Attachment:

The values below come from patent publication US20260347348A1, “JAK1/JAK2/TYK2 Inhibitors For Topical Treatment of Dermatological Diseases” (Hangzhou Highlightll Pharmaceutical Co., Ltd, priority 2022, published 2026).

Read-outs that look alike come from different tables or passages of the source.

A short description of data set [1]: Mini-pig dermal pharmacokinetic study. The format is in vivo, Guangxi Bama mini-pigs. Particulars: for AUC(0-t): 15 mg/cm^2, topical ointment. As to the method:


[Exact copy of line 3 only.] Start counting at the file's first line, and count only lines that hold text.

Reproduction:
A short description of data set [1]: Mini-pig dermal pharmacokinetic study. The format is in vivo, Guangxi Bama mini-pigs. Particulars: for AUC(0-t): 15 mg/cm^2, topical ointment. As to the method: